Congratulations! You earned a great GPA, powered your way to a solid MCAT score and diligently showed up to all your volunteering followed by a well written personal statement. Now you are at the final and in my opinion, most important step in your journey to medical school. Obviously, getting into medical school is extremely difficult and competitive. The GPA and MCAT are the first things that get your foot in the door with your personal statement and reference letters accompanying your application.
After all that, you finally get the call that you have been offered an interview. Think of everything to this point, as showing them “I am smart and hardworking”. Everything from this point forward is showing them “I am a person”. Medical schools are becoming more and more progressive and are looking for applicants who are good people and are social enough to be part of a team. Yes you need some bookworm tendencies to get to where you are and no one is faulting you for being an introvert either. I myself am an introvert but the point is that you will be working with human patients on a team of human doctors, nurses and other team members. You have to be able to communicate and get along with those people. The interview is a way of screening for that ability. Below are some tips that I followed and wish someone had told me.
1) Always be “on”
This one should be obvious but just in case it’s not, don’t be an idiot. Be professional at all times. Smile and shake hands and treat everybody with respect. Don’t ever be arrogant or feel like you’re above others; everybody there is an incredibly hardworking, high achieving person. You do not know who you are talking to and what level of say they have in your interview result. If there is a pre-interview meetup or dinner, be courteous and don’t drink too much (if at all). Besides all that, just be a genuinely good, easy going person both on interview day and try your best in life as well.
2) Don’t talk about your MCAT and GPA
As we discussed above, the MCAT and GPA are the bare minimum to get your foot in the door of a medical school interview. There is no reason to bring them up at this point as they already know you are smart. If it comes up naturally or they mention it (they won’t unless your scores are anomalously low or high), then sure give it a second or two. But you don’t want “the biggest challenge” you’ve faced or “time you dealt with failure” to be those two things. Every other applicant also achieved high scores there so it won’t sound too impressive if those are the toughest battles you’ve faced (even if they really are).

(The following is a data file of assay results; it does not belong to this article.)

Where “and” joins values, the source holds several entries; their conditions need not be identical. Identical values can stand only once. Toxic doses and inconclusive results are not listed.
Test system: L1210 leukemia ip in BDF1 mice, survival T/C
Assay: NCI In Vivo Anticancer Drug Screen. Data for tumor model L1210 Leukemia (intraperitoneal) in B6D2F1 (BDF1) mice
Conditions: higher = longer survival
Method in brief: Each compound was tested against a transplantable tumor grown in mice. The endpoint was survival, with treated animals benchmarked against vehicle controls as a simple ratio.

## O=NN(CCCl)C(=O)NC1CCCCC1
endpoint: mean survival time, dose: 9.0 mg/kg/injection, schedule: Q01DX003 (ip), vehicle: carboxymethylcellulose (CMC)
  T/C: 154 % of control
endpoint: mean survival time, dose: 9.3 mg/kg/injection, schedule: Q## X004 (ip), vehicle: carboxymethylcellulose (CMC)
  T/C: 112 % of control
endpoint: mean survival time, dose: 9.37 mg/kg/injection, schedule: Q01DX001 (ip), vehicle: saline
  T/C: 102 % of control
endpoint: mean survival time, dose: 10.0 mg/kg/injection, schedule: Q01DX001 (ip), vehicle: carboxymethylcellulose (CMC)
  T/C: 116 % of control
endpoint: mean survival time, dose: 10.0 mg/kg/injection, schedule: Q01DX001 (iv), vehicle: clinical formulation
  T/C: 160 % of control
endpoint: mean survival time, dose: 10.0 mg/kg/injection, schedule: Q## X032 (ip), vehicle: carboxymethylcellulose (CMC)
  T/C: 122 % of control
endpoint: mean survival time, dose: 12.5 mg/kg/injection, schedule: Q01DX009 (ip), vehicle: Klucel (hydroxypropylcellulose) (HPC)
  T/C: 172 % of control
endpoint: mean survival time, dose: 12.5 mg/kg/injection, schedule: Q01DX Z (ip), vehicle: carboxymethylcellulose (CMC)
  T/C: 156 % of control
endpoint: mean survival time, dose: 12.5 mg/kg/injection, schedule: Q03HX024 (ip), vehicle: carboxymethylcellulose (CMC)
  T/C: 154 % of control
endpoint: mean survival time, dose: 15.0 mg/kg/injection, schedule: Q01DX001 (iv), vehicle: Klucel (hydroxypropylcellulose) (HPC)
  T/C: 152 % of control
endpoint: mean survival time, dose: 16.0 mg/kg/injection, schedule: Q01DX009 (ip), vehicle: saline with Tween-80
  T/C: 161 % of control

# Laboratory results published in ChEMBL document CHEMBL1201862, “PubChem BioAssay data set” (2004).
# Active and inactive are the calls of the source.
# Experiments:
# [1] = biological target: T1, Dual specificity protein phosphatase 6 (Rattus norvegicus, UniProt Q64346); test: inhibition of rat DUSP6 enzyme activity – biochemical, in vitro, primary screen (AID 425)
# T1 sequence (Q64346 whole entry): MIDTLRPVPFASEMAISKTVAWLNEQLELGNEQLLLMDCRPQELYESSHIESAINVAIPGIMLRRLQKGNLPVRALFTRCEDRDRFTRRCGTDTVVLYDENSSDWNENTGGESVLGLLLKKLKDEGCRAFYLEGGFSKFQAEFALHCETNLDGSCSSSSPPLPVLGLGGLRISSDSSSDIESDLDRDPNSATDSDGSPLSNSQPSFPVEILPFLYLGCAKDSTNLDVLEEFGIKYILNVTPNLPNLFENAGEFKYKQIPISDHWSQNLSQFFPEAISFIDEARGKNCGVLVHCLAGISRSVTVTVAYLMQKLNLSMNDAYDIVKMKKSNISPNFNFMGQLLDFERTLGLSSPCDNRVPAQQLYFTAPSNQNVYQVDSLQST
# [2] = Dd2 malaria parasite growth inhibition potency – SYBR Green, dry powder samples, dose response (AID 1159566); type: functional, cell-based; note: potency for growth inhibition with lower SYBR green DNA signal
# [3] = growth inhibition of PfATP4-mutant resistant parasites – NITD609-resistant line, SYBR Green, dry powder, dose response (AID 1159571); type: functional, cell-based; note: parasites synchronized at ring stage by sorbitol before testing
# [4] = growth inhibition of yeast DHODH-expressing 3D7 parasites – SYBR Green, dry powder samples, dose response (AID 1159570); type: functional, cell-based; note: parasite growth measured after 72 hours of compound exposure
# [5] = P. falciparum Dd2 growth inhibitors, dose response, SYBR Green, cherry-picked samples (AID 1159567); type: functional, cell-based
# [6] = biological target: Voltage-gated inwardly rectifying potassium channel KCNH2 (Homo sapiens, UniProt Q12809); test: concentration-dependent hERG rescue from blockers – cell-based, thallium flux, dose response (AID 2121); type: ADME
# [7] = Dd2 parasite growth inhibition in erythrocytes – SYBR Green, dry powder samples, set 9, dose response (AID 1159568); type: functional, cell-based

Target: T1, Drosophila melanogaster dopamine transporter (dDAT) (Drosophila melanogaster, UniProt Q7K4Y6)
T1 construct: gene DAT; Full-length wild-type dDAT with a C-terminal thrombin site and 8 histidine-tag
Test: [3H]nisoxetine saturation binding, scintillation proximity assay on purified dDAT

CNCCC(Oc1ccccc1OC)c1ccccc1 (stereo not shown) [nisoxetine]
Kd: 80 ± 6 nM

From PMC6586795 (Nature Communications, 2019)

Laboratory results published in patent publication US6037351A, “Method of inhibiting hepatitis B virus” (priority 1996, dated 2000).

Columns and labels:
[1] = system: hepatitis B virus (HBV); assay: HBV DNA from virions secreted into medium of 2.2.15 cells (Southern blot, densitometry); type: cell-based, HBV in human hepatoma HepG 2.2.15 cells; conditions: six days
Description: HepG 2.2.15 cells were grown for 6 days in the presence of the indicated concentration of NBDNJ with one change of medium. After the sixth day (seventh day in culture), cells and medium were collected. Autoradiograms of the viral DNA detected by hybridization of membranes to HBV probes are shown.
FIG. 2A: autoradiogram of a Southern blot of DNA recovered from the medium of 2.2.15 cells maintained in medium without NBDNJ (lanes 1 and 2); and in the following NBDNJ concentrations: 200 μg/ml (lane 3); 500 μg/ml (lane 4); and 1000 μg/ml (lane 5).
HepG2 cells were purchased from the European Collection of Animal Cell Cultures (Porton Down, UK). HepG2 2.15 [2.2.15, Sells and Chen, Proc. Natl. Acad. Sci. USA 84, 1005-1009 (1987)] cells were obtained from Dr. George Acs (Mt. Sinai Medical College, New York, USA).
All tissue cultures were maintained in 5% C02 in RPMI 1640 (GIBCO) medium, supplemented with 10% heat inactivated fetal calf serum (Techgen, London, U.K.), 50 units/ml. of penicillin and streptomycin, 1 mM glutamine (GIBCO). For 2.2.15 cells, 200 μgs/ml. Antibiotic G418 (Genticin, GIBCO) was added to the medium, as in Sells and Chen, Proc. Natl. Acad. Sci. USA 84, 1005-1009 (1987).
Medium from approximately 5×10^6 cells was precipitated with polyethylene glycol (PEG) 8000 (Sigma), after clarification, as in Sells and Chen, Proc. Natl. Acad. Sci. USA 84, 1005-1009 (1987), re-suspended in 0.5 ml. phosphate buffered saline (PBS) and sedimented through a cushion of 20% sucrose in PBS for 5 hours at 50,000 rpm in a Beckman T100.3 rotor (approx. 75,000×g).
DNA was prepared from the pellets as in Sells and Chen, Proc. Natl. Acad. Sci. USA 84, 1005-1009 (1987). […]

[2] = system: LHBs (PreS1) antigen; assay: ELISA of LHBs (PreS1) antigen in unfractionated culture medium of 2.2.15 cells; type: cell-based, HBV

3) Answer with stories, not “yes or no”
When you are inevitably asked “why medicine?”, understand that “I like helping people” and “I like science” can be themes of your answer but you are in big trouble if that’s all you’ve got. Every other applicant likely has the same generic answer. You want to captivate your interviewers with stories and experiences when you answer questions. This doesn’t have to be with every question but its the only way you get to show off the rest of your application and extra-curriculars.
So for example with the above question, my answer was “For me the decision to become a doctor came in pieces. When I was 10 years old my family moved to *city* from *country *. During my time here I was bullied for being different and felt rather helpless for this duration of my life. It was the first time I knew that whatever I did with my life, I’d want it to be centred around helping people. A few years later, my parents signed me up for martial arts to help me build up my confidence. Here, I learned the value of discipline and the long term commitment of pursuing a goal. The progress became addicting and I realized I love to learn. During this time I also saw my body changing because of all the changes I was making and this sparked my curiosity in the mechanics of the body and how changes happen within. This lead to me pursuing a degree in Biological Sciences and all of these factors came together in me deciding to pursue medicine”. This was my exact answer and it is all true. DO NOT EVERY LIE OR EMBELISH. Everybody has a story, you need to find yours and tell it in a good way.
4) Make it a conversation
Yes, mock interviews are good and practicing with family and friends is alright too. But the absolute best advice I have ever given premeds is “the more it feels like a conversation, the better its going”. Again, they just want to see that you’re a person and not some studying robot. Would I want to spend grueling residency hours with this person? Can I see this person being good with people in the hospital? Obviously be professional, but loosen up a little and have a chat with your interviewers rather than a stuck up interrogation.
5) Be humble
Yes, you have worked hard and achieved a lot to be sitting where you are. But the people across from you? 10x as much. Be confident in yourself and know that you deserve to be there but go in with the mindset of a student. Show that you are eager to learn and that you understand that medicine is a difficult, life long path of learning and you won’t ever “know it all”.
Hopefully these tips help you guys. As always, feel free to reach out.